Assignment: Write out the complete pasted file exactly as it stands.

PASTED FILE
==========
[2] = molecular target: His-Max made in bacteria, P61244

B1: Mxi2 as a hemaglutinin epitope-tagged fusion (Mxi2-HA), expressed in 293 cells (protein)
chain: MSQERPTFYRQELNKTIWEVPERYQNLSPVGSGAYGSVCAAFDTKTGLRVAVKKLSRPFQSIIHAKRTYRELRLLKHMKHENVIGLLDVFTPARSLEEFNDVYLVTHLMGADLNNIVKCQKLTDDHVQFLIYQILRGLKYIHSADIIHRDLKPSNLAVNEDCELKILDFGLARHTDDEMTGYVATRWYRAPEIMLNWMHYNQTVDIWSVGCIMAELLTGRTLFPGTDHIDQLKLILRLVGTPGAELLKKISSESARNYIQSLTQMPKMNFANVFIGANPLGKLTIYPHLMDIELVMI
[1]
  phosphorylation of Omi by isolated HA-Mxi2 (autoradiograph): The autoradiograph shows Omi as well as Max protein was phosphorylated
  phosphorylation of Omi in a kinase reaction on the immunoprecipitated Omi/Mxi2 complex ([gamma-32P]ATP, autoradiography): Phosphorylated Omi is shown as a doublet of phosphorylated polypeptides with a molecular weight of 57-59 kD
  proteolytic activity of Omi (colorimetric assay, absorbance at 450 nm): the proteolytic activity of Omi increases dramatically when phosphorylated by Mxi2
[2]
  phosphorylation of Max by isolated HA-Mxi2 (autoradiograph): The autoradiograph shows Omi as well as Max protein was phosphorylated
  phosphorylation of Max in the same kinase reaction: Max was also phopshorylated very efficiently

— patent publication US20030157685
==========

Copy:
[2] = molecular target: His-Max made in bacteria, P61244

B1: Mxi2 as a hemaglutinin epitope-tagged fusion (Mxi2-HA), expressed in 293 cells (protein)
chain: MSQERPTFYRQELNKTIWEVPERYQNLSPVGSGAYGSVCAAFDTKTGLRVAVKKLSRPFQSIIHAKRTYRELRLLKHMKHENVIGLLDVFTPARSLEEFNDVYLVTHLMGADLNNIVKCQKLTDDHVQFLIYQILRGLKYIHSADIIHRDLKPSNLAVNEDCELKILDFGLARHTDDEMTGYVATRWYRAPEIMLNWMHYNQTVDIWSVGCIMAELLTGRTLFPGTDHIDQLKLILRLVGTPGAELLKKISSESARNYIQSLTQMPKMNFANVFIGANPLGKLTIYPHLMDIELVMI
[1]
  phosphorylation of Omi by isolated HA-Mxi2 (autoradiograph): The autoradiograph shows Omi as well as Max protein was phosphorylated
  phosphorylation of Omi in a kinase reaction on the immunoprecipitated Omi/Mxi2 complex ([gamma-32P]ATP, autoradiography): Phosphorylated Omi is shown as a doublet of phosphorylated polypeptides with a molecular weight of 57-59 kD
  proteolytic activity of Omi (colorimetric assay, absorbance at 450 nm): the proteolytic activity of Omi increases dramatically when phosphorylated by Mxi2
[2]
  phosphorylation of Max by isolated HA-Mxi2 (autoradiograph): The autoradiograph shows Omi as well as Max protein was phosphorylated
  phosphorylation of Max in the same kinase reaction: Max was also phopshorylated very efficiently

— patent publication US20030157685